It’s interesting how people and events shape our lives. One of the events that shaped my life took place in the front seat of my car, while sitting on the tarmac at a retired Army base in
. I had just completed a series of laps with the Chief Driving Instructor for the Dallas Region of the Porsche Club of Weatherford, Texas . Bryan Henderson was the guy in the passenger seat and he was one of my heroes. America drove a car that was very similar to mine – but he did it a lot faster than I could. Specifically, he was 11 seconds a lap faster than me, on a track that was less than a mile long. That amount of time over a mile is like the difference between Lance Armstrong and anyone that might possibly read this blog! It’s a lifetime in racing minutes. Bryan
When we finished our laps, I pulled into the cool down area and shut the car down. I could barely contain myself as I pulled off my helmet and waited for the congratulations to start!
got his helmet off and looked me in the eye. I’ll never forget what he said. He simply asked, “What were you doing out there?” I wasn’t ready for a question – I was really expecting something much more complimentary. Being a bit confused, I said, “I’m sorry – I don’t understand the question.” Bryan
Using the same voice that a Highway Patrolman uses when he says, “Do you know how fast you were going?” –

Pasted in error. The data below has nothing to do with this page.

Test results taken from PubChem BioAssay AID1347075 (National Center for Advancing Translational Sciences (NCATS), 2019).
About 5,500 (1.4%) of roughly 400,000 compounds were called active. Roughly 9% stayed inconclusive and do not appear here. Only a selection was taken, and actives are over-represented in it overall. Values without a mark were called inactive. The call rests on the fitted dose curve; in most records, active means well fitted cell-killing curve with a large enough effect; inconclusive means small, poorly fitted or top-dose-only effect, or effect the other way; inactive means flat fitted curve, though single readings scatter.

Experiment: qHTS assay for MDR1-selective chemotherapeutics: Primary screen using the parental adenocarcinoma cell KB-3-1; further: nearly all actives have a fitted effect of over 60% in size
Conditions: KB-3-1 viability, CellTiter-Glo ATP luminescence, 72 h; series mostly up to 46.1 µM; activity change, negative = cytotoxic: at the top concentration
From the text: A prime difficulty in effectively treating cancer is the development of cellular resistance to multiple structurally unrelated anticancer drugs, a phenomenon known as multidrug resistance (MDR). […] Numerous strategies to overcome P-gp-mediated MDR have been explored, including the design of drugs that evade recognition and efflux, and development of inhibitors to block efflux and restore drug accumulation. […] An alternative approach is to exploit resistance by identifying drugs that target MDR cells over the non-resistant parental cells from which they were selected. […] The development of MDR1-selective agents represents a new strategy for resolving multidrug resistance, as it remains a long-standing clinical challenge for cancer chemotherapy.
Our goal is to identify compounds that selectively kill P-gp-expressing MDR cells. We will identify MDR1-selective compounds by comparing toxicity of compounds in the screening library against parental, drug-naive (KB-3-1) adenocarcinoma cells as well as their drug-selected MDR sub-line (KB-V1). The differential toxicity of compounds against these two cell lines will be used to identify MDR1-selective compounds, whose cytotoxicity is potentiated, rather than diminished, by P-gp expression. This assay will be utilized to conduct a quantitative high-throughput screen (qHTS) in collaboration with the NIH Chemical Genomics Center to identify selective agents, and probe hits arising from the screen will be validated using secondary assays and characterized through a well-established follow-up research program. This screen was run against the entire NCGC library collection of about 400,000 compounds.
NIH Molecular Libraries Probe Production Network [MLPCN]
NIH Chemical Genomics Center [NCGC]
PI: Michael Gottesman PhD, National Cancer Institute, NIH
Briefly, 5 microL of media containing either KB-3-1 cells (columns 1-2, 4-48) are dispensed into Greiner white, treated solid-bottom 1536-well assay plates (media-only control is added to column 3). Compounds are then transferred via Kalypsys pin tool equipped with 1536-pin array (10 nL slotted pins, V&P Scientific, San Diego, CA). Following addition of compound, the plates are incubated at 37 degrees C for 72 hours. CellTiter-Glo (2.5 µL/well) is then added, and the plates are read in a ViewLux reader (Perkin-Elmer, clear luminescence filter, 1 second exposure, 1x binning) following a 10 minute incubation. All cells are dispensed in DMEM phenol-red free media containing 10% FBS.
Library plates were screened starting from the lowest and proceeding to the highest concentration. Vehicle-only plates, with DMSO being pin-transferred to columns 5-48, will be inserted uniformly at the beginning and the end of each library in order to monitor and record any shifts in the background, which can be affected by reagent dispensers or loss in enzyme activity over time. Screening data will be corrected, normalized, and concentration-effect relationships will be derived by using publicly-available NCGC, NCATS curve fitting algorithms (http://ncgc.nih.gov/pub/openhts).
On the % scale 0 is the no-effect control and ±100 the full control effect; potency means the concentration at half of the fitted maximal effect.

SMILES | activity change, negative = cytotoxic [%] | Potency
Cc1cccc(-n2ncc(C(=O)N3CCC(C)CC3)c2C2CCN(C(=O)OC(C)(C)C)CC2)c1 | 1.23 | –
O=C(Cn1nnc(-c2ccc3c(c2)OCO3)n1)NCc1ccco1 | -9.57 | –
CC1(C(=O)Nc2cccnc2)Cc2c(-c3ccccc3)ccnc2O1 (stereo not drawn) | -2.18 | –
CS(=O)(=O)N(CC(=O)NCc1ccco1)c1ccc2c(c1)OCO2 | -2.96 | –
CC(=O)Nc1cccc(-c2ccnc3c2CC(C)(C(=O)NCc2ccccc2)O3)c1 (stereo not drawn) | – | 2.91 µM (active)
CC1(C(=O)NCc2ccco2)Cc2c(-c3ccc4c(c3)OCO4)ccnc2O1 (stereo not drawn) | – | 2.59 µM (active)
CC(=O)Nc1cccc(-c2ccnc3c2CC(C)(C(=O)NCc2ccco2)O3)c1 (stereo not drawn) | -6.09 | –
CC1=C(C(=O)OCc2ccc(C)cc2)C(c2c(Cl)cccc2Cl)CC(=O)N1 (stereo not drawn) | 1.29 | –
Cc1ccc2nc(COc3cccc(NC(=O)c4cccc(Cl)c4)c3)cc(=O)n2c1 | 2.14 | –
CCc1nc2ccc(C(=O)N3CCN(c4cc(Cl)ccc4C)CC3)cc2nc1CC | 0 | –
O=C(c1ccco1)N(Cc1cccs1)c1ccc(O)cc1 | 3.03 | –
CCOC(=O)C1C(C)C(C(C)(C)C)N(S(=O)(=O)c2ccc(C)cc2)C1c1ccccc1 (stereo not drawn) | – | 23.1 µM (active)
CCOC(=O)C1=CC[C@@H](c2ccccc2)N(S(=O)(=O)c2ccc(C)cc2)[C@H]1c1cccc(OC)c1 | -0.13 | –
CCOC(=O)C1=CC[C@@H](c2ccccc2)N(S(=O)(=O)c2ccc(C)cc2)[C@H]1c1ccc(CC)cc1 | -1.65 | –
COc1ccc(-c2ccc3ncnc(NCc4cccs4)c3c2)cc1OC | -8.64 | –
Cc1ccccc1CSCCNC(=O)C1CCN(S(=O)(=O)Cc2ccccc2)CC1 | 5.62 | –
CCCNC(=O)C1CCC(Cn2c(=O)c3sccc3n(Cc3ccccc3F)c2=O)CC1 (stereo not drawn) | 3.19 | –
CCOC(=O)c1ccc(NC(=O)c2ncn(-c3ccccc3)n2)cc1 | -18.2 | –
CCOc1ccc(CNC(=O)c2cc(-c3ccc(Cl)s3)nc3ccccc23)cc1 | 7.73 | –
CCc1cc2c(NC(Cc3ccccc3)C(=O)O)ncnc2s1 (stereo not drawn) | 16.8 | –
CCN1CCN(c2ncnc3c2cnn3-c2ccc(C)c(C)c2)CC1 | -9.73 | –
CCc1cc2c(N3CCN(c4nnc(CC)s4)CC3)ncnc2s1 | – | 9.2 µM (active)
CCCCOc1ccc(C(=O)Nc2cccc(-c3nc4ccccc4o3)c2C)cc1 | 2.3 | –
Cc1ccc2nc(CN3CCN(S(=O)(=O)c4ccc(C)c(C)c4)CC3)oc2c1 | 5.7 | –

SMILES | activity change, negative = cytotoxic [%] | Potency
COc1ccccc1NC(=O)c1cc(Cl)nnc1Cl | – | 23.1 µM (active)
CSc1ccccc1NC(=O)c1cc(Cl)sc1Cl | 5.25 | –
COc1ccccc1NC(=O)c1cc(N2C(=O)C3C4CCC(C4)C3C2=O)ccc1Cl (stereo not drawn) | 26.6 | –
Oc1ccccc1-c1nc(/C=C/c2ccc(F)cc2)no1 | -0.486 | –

asked again, “What were you doing out there?” He sounded almost angry. I was stunned. I think my pride kicked in and I responded with something like, “Driving my ass off?” He wasn’t amused. Bryan
Here’s the lesson –
pointed at me and said, “When you sit down in this car – before you buckle your seatbelt, before you put on your helmet and before you start the car – you have to decide if you are going to wrestle with it or dance with it.” He continued, “Wrestling is loud and feels like fun – but it’s hard on you, it’s hard on the car and it’s slower. When you learn to dance – everything is easier and faster. You need to learn how to dance!” With that – he got out of the car and walked off. Bryan
I sat there totally crushed. I had done my best and my hero had made it clear that I was nowhere close to being up to his standards. I wanted to think he was wrong and I was right – but there’s no getting around 11 seconds a lap. So over the next weeks and months – I had to accept that I was going to have to approach racing cars differently.
That could be the end of this blog – but
’s words really struck a chord with me. I took a step back and started considering other areas of my life where wrestling had become my way of doing business. In the years since my ride with Bryan , I’ve worked to do a lot more dancing and a lot less wrestling. I’ve shared the story with more than a few people and I think the lesson has caught on with at least a couple. Bryan
So this is a “Thanks!” to
(wherever you are). I never found the 11 seconds a lap – but the lesson he taught me that day was a lot bigger! Bryan